Finally victims can explain in court what happened to them

Oct 25, 2012

An indigenous woman in Guatemala shares her experience of the armed conflict in Baja Verapaz. Photo: Hector Morales Delgado/UNDP Guatemala

Guatemala’s Attorney General discusses transitional justice challenges in her home country

Those who deny the atrocities committed by both sides in Guatemala during that country’s 36 year civil war are among the biggest challenges to transitional justice for victims of the former regime, according to Attorney General, Ms. Claudia Paz y Paz.

“One of the biggest challenges that we face is that the memory of these events is disputed by many in Guatemala, despite the mountain of evidence,” said Ms. Paz y Paz, who is in New York this week to share some of her country’s experiences in prosecuting the crimes of the former regime since the civil war ended in 1996. “Many people deny that genocide took place. For them, going after the people who committed massacres is political revenge. Our message is that it is not revenge, it is justice. That is why it is important that the high ranks go in front of the court.”

Over 200,000 people were killed during Guatemala’s conflict. More than 45,000 disappeared, including an estimated 5,000 children. UNDP has been providing support to the government since 2009 to help prosecutors collect evidence and bring those responsible to justice. This has included training for the police and the Attorney General’s Office in forensic archeology, exhuming mass graves, and the development of a witness protection programme.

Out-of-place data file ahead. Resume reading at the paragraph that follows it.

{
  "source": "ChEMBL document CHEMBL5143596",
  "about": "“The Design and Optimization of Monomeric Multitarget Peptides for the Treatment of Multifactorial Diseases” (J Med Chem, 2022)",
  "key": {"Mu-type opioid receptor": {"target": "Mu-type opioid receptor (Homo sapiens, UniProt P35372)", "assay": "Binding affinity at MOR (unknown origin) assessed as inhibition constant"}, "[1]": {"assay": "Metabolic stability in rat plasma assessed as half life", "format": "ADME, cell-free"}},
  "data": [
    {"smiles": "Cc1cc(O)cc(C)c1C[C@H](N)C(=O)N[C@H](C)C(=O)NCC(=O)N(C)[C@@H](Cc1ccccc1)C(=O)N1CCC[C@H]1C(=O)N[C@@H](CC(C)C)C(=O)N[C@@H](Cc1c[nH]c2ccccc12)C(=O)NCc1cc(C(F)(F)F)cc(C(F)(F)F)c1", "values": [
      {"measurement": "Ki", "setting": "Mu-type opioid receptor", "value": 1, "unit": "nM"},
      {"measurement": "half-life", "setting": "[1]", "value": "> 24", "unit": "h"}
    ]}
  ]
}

Thanks to the work of the Attorney General and support from UNDP, several of those responsible have been convicted for their part in massacres and many former high-ranking officials, including a former president, await prosecution in Guatemala.

Ms. Paz y Paz addressed several UN officials and diplomats today. She is due to share her experiences again this evening to delegates from several countries working to prosecute those responsible for crimes against humanity in former conflicts in their own countries, including Cote d’Ivoire, the Democratic Republic of the Congo and Colombia.

“Providing justice for victims is important so that it doesn’t happen again,” she says. “There can be no impunity for these crimes, because if you allow impunity for these crimes, before you know it you will begin to see impunity for other offenses, such as drug trafficking and organised crime.”   

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